Systems Pharmacology – Learning from GAVamycin

Background: “Systems pharmacology is the application of systems biology principles to the field of pharmacology.”(1). The pharmacokinetics of gentamicin (G), amikacin (A) and vancomycin (V) have been widely described including models with common features for each drug (2, 3) and a proposal to predict glomerular filtration rate (GFR) from drug clearance (CL). A reverse systems pharmacology approach using pharmacokinetic parameters such as CL in combination with biological data (GFR) and clinical data (serum creatinine, SCR) has been applied to inform systems biology.


1. To use pharmacokinetic analysis methods to inform systems biology

2. To apply systems pharmacology to understand and describe the pharmacokinetics of G, A and V (GAVamycin).

Methods: A joint model of GFR in neonates and young adults (4) and creatinine production rate (CPR) and GAVamycin pharmacokinetics in neonates (this work) was developed using NONMEM 7.4 alpha. A standard model was used to describe size and maturation (5) of all processes. Renal function (RF) was defined by the ratio of apparent creatinine clearance to normal GFR expected based on weight and post-menstrual age (PMA) (4).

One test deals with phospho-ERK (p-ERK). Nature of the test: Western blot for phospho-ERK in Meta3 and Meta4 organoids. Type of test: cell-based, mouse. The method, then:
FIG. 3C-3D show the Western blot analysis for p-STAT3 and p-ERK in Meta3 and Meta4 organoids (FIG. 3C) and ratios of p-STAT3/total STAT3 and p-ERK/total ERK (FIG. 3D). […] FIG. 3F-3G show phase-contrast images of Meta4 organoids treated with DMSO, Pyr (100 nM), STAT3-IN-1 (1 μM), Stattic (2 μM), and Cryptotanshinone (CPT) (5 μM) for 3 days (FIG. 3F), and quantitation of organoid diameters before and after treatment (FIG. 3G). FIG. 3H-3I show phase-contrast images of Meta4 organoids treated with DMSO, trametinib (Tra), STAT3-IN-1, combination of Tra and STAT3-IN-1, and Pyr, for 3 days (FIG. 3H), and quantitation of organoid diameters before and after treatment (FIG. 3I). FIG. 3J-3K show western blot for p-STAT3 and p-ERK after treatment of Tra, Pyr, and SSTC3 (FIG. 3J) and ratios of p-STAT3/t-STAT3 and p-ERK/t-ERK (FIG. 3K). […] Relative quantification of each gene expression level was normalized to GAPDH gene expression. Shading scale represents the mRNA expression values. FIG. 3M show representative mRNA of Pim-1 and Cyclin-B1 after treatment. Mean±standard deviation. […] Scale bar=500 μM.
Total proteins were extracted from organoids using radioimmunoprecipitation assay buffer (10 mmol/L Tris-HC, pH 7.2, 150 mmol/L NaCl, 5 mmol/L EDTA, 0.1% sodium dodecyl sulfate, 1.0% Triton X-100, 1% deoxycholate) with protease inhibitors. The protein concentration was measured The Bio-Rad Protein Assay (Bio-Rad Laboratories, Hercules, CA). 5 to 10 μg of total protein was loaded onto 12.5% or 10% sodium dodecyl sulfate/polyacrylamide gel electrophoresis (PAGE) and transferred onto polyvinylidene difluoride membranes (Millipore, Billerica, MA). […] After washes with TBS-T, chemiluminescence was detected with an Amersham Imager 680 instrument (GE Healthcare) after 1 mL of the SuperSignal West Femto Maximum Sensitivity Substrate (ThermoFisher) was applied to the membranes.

Results: The time course of size standardized CPR production from neonates to young adults (post natal age 20 y, PMA 1080 w) was described by a linear function of PMA. Renal function in neonates (post-natal age 0-90 d, PMA 23-48 w) increased within 7 d of birth and stabilized with respect to PNA but declined slowly with respect to PMA. GFR, CPR and the PK of all 3 drugs was described best using fat free mass (FFM) for size. CL of each drug was predominantly predicted by RF and GFR but also had a non-renal component.

Conclusion: Systems pharmacology can be used to inform the development of biological systems (CPR and RF) in human neonates. A common model for GAVamycin precisely describes neonatal concentrations in relation to time after dose (TAD), PNA and weight.

Acknowledgements: I am grateful to my colleagues who shared data and/or helped with analysis of GAVamycin (Karel Allegaert, Nicolas Simon, Amicar Falcao and Catherine Sherwin, Brian Anderson), GFR (Malin Rhodin, Brian Anderson) and FFM (Anita Sumpter, Heshem Al-salami).


1.         Wikipedia. Systems Pharmacology available at:  Accessed 23 Jan 2017.

2.         De Cock RF, Allegaert K, Brussee JM, Sherwin CM, Mulla H, de Hoog M, et al. Simultaneous pharmacokinetic modeling of gentamicin, tobramycin and vancomycin clearance from neonates to adults: towards a semi-physiological function for maturation in glomerular filtration. Pharm Res. 2014;31(10):2643-54.

3.         De Cock RFW, Allegaert K, Sherwin CMT, Nielsen EI, de Hoog M, van den Anker JN, et al. A Neonatal Amikacin Covariate Model Can Be Used to Predict Ontogeny of Other Drugs Eliminated Through Glomerular Filtration in Neonates. Pharm Res. 2014;31(3):754-67.

4.         Rhodin MM, Anderson BJ, Peters AM, Coulthard MG, Wilkins B, Cole M, et al. Human renal function maturation: a quantitative description using weight and postmenstrual age. Pediatr Nephrol. 2009;24(1):67-76.

5.         Holford N, Heo YA, Anderson B. A pharmacokinetic standard for babies and adults. J Pharm Sci. 2013;102(9):2941-52.